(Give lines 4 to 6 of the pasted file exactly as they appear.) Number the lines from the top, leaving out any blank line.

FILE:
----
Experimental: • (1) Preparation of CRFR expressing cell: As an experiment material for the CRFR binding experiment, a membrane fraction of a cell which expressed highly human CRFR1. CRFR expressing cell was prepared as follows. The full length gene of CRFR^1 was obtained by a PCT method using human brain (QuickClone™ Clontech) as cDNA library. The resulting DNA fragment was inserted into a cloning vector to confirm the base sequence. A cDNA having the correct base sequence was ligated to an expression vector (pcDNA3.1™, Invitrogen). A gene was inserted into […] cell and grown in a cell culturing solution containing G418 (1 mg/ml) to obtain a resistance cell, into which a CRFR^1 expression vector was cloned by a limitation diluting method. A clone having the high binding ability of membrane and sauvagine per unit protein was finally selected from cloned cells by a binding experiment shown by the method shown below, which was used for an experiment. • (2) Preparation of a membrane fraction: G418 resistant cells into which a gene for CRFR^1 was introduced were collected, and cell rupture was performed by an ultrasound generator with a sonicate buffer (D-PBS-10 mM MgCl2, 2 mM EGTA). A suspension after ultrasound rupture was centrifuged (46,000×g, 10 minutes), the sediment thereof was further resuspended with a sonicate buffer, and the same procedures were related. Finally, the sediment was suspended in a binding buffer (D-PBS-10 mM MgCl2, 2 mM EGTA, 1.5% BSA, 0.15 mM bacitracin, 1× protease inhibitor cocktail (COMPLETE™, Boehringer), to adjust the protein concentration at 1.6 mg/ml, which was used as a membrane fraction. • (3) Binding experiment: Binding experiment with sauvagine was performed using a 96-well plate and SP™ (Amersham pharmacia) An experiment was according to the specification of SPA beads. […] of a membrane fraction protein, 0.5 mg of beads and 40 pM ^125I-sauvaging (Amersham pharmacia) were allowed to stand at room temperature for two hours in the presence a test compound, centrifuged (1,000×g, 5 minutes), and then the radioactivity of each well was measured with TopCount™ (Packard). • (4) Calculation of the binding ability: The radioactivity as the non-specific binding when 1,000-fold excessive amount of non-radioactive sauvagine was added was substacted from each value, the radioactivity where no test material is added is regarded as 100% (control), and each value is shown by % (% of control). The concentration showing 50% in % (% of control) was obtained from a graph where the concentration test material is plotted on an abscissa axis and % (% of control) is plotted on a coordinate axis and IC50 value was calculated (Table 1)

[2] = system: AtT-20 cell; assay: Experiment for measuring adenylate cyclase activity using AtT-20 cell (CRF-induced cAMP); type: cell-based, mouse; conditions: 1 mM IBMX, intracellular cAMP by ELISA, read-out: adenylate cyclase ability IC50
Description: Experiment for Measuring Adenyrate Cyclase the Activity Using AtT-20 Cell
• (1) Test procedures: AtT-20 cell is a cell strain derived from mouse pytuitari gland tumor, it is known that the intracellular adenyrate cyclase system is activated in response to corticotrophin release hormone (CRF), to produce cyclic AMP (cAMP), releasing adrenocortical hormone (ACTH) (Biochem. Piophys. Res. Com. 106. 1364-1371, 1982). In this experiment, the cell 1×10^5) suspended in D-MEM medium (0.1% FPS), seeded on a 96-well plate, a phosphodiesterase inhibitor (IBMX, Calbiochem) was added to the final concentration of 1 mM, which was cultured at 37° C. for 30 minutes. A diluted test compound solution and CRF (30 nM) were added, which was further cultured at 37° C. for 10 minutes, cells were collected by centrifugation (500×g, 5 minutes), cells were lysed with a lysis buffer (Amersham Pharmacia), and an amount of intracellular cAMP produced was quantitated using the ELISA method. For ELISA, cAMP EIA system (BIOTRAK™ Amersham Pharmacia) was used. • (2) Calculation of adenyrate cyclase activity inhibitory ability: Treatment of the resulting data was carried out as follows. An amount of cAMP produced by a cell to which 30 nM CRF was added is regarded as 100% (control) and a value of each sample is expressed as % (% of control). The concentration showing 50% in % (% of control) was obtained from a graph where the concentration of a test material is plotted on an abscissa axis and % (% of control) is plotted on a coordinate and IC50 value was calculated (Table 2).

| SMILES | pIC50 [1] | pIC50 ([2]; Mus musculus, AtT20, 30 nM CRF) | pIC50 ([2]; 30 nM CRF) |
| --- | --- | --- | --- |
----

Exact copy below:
• (1) Test procedures: AtT-20 cell is a cell strain derived from mouse pytuitari gland tumor, it is known that the intracellular adenyrate cyclase system is activated in response to corticotrophin release hormone (CRF), to produce cyclic AMP (cAMP), releasing adrenocortical hormone (ACTH) (Biochem. Piophys. Res. Com. 106. 1364-1371, 1982). In this experiment, the cell 1×10^5) suspended in D-MEM medium (0.1% FPS), seeded on a 96-well plate, a phosphodiesterase inhibitor (IBMX, Calbiochem) was added to the final concentration of 1 mM, which was cultured at 37° C. for 30 minutes. A diluted test compound solution and CRF (30 nM) were added, which was further cultured at 37° C. for 10 minutes, cells were collected by centrifugation (500×g, 5 minutes), cells were lysed with a lysis buffer (Amersham Pharmacia), and an amount of intracellular cAMP produced was quantitated using the ELISA method. For ELISA, cAMP EIA system (BIOTRAK™ Amersham Pharmacia) was used. • (2) Calculation of adenyrate cyclase activity inhibitory ability: Treatment of the resulting data was carried out as follows. An amount of cAMP produced by a cell to which 30 nM CRF was added is regarded as 100% (control) and a value of each sample is expressed as % (% of control). The concentration showing 50% in % (% of control) was obtained from a graph where the concentration of a test material is plotted on an abscissa axis and % (% of control) is plotted on a coordinate and IC50 value was calculated (Table 2).

| SMILES | pIC50 [1] | pIC50 ([2]; Mus musculus, AtT20, 30 nM CRF) | pIC50 ([2]; 30 nM CRF) |
| --- | --- | --- | --- |